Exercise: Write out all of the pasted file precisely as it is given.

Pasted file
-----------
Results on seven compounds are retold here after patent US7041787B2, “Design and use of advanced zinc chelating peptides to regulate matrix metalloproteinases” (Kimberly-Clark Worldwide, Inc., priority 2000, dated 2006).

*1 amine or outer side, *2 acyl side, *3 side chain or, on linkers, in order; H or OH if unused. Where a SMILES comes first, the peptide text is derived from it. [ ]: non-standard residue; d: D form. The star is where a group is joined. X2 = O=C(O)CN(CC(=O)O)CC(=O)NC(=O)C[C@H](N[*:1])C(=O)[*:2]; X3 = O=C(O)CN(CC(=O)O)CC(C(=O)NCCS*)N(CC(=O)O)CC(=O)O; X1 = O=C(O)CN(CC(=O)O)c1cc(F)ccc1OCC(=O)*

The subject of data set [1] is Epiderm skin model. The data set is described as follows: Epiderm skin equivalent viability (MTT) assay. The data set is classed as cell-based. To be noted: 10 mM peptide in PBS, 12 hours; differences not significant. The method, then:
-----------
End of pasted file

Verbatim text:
Results on seven compounds are retold here after patent US7041787B2, “Design and use of advanced zinc chelating peptides to regulate matrix metalloproteinases” (Kimberly-Clark Worldwide, Inc., priority 2000, dated 2006).

*1 amine or outer side, *2 acyl side, *3 side chain or, on linkers, in order; H or OH if unused. Where a SMILES comes first, the peptide text is derived from it. [ ]: non-standard residue; d: D form. The star is where a group is joined. X2 = O=C(O)CN(CC(=O)O)CC(=O)NC(=O)C[C@H](N[*:1])C(=O)[*:2]; X3 = O=C(O)CN(CC(=O)O)CC(C(=O)NCCS*)N(CC(=O)O)CC(=O)O; X1 = O=C(O)CN(CC(=O)O)c1cc(F)ccc1OCC(=O)*

The subject of data set [1] is Epiderm skin model. The data set is described as follows: Epiderm skin equivalent viability (MTT) assay. The data set is classed as cell-based. To be noted: 10 mM peptide in PBS, 12 hours; differences not significant. The method, then: